To live in this world
you must be able
to do three things:
to love what is mortal;
to hold it
against your bones knowing
your own life depends on it;
and, when the time comes to let it go,
to let it go.
— Mary Oliver, In Blackwater Woods
This is the time of year when the leaves release from the trees and drift in the breeze in waves, becoming a force of nature in their return to the earth. It’s easy to see them as alive—characters in their freedom from the branches that once held them. The tree lets them go in their time, and releases their burden that they may survive another winter season.
Humans hold on to their own things. Homes full of stuff, people who sap our vitality, positions of honor that sap our soul. Why do we hold so tightly to things that, deep down, we know must be released?
Identity. We begin to believe that we are that person with that job, or the one who raises those children. For awhile we may be the soccer parent or the blogger, the hiker or sailor or the life of the party. Perhaps even that crazy uncle who says the most ridiculous things and prods nieces and nephews out of their shells. Identity is a tricky thing indeed. We are grounded in it, and let it drive our every decision.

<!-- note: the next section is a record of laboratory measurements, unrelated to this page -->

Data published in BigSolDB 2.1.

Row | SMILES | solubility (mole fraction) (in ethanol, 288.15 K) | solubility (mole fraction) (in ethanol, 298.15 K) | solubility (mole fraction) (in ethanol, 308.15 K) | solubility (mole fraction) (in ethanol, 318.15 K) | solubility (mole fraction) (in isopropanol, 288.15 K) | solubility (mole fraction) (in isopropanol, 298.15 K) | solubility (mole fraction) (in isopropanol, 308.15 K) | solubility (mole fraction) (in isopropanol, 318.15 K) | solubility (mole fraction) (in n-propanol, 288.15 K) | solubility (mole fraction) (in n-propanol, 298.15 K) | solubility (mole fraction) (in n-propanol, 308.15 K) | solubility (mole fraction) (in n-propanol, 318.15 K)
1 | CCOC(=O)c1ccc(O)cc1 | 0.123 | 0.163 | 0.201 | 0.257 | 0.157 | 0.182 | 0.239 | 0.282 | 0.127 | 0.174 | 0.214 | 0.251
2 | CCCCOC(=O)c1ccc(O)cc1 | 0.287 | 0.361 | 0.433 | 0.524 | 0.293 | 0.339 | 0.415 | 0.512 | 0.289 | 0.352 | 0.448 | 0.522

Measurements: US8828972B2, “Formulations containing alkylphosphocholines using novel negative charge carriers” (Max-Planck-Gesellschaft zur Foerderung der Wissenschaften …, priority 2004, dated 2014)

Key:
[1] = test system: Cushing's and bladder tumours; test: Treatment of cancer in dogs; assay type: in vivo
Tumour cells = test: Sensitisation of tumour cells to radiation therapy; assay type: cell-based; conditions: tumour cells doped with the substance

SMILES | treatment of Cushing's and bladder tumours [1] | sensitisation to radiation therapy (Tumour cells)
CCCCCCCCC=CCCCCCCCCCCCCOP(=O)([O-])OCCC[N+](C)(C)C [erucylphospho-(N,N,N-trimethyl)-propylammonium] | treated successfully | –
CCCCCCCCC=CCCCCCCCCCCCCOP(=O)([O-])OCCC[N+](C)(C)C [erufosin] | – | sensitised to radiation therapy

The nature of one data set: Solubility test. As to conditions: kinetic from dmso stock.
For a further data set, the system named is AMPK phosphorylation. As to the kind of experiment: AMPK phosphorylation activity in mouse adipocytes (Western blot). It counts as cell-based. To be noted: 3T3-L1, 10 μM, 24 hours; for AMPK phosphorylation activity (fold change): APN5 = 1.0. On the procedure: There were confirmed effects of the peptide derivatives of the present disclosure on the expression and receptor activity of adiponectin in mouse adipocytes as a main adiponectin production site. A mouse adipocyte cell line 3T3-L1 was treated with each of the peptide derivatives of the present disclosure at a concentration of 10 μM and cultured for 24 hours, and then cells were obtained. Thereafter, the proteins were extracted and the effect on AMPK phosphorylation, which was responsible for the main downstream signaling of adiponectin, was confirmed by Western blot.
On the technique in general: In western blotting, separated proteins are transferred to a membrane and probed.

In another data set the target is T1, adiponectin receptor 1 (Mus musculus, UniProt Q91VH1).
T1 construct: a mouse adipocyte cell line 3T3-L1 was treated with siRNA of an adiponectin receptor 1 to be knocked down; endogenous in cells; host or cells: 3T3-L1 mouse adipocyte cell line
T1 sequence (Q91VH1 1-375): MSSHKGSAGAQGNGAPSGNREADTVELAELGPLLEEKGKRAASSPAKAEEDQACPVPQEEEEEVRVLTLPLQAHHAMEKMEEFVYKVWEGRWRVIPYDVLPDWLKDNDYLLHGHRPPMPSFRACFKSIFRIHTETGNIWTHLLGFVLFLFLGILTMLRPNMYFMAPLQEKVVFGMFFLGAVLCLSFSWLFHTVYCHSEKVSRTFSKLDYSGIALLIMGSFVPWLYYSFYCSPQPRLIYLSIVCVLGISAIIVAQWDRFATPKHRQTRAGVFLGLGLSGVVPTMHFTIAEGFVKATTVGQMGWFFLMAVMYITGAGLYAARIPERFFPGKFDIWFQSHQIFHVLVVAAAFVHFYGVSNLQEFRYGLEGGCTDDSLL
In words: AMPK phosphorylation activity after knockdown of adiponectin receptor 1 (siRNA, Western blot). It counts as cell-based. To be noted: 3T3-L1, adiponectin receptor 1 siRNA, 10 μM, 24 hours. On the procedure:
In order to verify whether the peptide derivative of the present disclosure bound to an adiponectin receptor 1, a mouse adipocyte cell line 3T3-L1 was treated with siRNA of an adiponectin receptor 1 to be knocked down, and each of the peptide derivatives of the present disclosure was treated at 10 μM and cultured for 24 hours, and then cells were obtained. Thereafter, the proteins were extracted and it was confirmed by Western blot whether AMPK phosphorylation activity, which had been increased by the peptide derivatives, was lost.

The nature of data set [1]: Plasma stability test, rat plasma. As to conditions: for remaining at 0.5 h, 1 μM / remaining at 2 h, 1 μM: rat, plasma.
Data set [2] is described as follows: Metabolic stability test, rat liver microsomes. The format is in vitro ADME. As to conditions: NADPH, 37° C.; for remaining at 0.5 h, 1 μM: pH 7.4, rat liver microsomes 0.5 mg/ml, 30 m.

Human beings always cling to things.
Practice begins when you stop clinging.
— Awa Kenzo, Zen Bow, Zen Arrow
Those trees offer a lesson, don’t they? The tree is rooted in place, reaching for the sky, making the most of whatever season it happens to be in. The leaves are not the tree, but a part of it, nurtured in one season and released in another. Everything has its time. No, the leaves aren’t the tree at all, simply a part of it. It’s the roots that matter far more for the tree to survive.
What are we rooted in? What do we hold on to far longer than we should? What do we need to let go of to survive another winter and thrive when the season changes in our favor? When the time comes, let go.